The vanishing beauties

Last Updated 24 July 2022, 17:23 IST

Last week, while watering plants in our terrace garden in the morning, I was pleasantly surprised to behold a couple of sparrows chirping on our compound. Elated, I stood there gazing so curiously at them and savouring their chirpy rhapsody. How beautiful it is to listen to the chirping melodies of these tiny birds in mornings. But alas, nowadays we hardly see them in our urban concrete jungles. We wonder with despair whether sparrows have vanished completely, become extinct and have we lost the chirpibng melodies of these tiny birds.

Sparrows are closer to humans. So it’s no wonder that Salim Ali, the eminent ornithologist hailed as ‘The Bird Man of India’ called sparrows man’s hanger-on and out of his immense love for sparrows titled his biography The Fall of a Sparrow.

Unlike now, sparrows were omnipresent when I was a young lad: on tree-branches, compound walls and telegraph-wires. Every morning, we would be woken up by the chorus of their incessant chirping. We could see these puny, brown birds perched on tree-branches and pouring out a ceaseless stream of chirpy melodies or fluttering their wings to fly from one tree to another.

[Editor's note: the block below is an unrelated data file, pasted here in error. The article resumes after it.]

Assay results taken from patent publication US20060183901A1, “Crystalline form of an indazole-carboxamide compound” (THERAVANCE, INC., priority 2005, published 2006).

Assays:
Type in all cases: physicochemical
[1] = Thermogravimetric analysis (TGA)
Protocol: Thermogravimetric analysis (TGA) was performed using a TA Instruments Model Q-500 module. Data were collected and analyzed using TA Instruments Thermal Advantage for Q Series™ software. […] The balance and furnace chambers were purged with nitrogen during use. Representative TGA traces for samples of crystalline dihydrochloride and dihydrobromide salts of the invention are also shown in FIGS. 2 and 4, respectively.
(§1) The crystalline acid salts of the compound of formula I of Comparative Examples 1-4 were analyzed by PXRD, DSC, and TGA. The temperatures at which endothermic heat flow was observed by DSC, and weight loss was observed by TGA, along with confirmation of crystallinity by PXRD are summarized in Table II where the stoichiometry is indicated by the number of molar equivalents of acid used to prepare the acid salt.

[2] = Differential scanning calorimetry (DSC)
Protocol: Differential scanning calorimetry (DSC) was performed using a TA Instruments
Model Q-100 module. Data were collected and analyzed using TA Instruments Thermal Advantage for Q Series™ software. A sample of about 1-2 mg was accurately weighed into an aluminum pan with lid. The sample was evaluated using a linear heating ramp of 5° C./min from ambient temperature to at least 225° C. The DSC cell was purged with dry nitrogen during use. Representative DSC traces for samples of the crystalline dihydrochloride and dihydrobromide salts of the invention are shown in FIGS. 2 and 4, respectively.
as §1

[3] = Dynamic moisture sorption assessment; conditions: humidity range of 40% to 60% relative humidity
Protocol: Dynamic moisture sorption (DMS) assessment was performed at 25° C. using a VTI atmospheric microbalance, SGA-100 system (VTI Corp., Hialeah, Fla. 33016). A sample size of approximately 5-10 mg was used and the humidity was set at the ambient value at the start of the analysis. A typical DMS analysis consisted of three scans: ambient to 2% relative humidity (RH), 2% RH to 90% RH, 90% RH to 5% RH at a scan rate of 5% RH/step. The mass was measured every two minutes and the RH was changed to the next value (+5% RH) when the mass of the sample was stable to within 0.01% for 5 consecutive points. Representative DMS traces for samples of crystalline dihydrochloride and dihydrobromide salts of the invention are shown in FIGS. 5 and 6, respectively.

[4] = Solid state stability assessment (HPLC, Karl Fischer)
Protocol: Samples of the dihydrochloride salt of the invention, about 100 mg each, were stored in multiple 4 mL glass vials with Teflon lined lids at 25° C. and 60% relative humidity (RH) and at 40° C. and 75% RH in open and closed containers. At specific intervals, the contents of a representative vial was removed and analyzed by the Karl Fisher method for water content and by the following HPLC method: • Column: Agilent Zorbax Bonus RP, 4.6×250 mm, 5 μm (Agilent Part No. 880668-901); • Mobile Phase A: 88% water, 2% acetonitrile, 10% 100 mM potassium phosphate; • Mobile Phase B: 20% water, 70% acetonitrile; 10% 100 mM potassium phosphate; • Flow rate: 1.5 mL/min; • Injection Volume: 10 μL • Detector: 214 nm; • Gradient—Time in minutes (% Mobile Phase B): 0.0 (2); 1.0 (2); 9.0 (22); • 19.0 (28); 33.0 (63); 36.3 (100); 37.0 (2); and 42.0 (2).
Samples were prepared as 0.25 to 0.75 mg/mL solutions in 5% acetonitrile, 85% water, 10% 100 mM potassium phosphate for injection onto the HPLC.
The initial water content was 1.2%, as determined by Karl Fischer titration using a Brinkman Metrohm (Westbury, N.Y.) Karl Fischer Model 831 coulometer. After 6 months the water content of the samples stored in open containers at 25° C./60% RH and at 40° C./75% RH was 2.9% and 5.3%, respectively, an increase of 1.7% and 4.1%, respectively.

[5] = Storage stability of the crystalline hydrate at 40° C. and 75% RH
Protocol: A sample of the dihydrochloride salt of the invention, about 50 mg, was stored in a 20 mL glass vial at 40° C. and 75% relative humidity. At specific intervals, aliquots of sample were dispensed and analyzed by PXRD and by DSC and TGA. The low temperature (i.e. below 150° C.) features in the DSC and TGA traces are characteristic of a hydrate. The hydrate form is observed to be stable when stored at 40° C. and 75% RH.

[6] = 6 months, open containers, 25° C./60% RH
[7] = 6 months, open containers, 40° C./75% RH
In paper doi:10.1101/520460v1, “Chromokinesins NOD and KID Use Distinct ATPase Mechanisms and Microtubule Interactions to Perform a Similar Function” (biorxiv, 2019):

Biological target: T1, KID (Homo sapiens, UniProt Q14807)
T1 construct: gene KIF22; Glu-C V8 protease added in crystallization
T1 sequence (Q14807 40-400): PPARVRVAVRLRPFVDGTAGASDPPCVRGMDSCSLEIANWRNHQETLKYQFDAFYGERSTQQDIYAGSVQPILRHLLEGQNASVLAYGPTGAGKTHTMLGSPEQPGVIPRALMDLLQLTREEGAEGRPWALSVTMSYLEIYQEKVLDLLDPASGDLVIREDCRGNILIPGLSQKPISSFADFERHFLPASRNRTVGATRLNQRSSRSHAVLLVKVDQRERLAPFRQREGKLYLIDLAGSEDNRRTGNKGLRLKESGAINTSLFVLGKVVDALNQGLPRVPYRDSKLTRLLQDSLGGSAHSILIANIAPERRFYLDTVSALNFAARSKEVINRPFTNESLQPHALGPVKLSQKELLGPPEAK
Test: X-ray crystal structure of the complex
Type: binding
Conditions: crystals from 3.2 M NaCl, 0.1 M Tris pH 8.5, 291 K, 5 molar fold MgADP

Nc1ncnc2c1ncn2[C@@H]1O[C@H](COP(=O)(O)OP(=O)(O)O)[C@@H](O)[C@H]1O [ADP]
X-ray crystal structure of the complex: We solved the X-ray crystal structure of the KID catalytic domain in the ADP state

At noon, with their unique springy gait, they would move about picking up grains in our backyard. As the family siesta progressed after lunch, they would venture into our house and launch into an amusing play in our large living room, flying all over and bursting out into chirps after landing comfortably on pillars and window-sills.

What intrigued my boyish mind the most was the way they dutifully picked sticks from besoms (brooms used for cleaning the floors). Sparrows, even while fluttering inside our house, never disturb or knock down anything. But besoms seemed to tug at their birdie hearts. They would land at the besoms lying at the corner of our kitchen and keep pecking persistently at it, struggling to separate thin sticks from it. When succeeded in breaking out a stick, they would pick it up in their beaks and fly away quietly. I wondered “What is the use of these sticks for these sparrows? What would they do with all these sticks?”

Only a few days later, one morning, to my immense joy, I found on the branch of a neem-tree in our back-yard, a nest made of fibre, dry grass and sticks of besom. What a pleasant and exciting discovery it was for me!

Unfortunately, they are now threatened and endangered by unbridled urbanisation, air and noise pollution, glass and concrete structures of human-dwellings, lack of nesting-space and food. We can hardly spot them in the urban landscape.

To have a legion of sparrows flapping their tiny wings and chirping incessantly on our compound-walls and tree-branches in mornings is indeed a heavenly experience.

(Published 24 July 2022, 17:07 IST)

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